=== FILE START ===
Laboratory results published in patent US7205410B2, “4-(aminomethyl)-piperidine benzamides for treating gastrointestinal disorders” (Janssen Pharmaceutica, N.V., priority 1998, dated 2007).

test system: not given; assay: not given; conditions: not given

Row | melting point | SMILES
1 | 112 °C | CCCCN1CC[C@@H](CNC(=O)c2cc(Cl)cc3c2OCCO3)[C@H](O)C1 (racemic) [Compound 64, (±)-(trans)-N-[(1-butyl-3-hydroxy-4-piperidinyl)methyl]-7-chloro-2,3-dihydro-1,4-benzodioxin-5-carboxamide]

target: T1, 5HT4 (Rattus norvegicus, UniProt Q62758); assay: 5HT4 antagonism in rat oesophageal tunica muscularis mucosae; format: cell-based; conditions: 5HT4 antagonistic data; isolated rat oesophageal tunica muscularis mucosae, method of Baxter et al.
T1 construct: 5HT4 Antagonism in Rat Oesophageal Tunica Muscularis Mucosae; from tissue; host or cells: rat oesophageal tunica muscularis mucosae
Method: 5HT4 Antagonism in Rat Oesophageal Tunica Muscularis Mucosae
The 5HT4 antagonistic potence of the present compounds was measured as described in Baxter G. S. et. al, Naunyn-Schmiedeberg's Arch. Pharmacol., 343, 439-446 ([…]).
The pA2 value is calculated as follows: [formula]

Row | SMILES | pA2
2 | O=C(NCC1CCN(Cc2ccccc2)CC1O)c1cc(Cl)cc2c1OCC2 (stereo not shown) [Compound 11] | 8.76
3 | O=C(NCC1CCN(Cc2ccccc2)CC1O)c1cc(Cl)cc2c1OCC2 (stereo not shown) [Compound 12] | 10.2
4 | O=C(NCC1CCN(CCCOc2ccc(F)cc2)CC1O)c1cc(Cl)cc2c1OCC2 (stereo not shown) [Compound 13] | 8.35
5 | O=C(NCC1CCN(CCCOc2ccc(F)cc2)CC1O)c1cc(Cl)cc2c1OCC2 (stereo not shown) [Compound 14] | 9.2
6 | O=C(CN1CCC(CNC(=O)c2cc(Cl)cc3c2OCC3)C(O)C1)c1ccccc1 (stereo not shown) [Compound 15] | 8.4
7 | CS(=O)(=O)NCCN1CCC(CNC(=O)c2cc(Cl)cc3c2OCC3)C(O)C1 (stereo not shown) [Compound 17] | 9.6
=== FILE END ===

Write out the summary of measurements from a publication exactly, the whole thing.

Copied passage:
Laboratory results published in patent US7205410B2, “4-(aminomethyl)-piperidine benzamides for treating gastrointestinal disorders” (Janssen Pharmaceutica, N.V., priority 1998, dated 2007).

test system: not given; assay: not given; conditions: not given

Row | melting point | SMILES
1 | 112 °C | CCCCN1CC[C@@H](CNC(=O)c2cc(Cl)cc3c2OCCO3)[C@H](O)C1 (racemic) [Compound 64, (±)-(trans)-N-[(1-butyl-3-hydroxy-4-piperidinyl)methyl]-7-chloro-2,3-dihydro-1,4-benzodioxin-5-carboxamide]

target: T1, 5HT4 (Rattus norvegicus, UniProt Q62758); assay: 5HT4 antagonism in rat oesophageal tunica muscularis mucosae; format: cell-based; conditions: 5HT4 antagonistic data; isolated rat oesophageal tunica muscularis mucosae, method of Baxter et al.
T1 construct: 5HT4 Antagonism in Rat Oesophageal Tunica Muscularis Mucosae; from tissue; host or cells: rat oesophageal tunica muscularis mucosae
Method: 5HT4 Antagonism in Rat Oesophageal Tunica Muscularis Mucosae
The 5HT4 antagonistic potence of the present compounds was measured as described in Baxter G. S. et. al, Naunyn-Schmiedeberg's Arch. Pharmacol., 343, 439-446 ([…]).
The pA2 value is calculated as follows: [formula]

Row | SMILES | pA2
2 | O=C(NCC1CCN(Cc2ccccc2)CC1O)c1cc(Cl)cc2c1OCC2 (stereo not shown) [Compound 11] | 8.76
3 | O=C(NCC1CCN(Cc2ccccc2)CC1O)c1cc(Cl)cc2c1OCC2 (stereo not shown) [Compound 12] | 10.2
4 | O=C(NCC1CCN(CCCOc2ccc(F)cc2)CC1O)c1cc(Cl)cc2c1OCC2 (stereo not shown) [Compound 13] | 8.35
5 | O=C(NCC1CCN(CCCOc2ccc(F)cc2)CC1O)c1cc(Cl)cc2c1OCC2 (stereo not shown) [Compound 14] | 9.2
6 | O=C(CN1CCC(CNC(=O)c2cc(Cl)cc3c2OCC3)C(O)C1)c1ccccc1 (stereo not shown) [Compound 15] | 8.4
7 | CS(=O)(=O)NCCN1CCC(CNC(=O)c2cc(Cl)cc3c2OCC3)C(O)C1 (stereo not shown) [Compound 17] | 9.6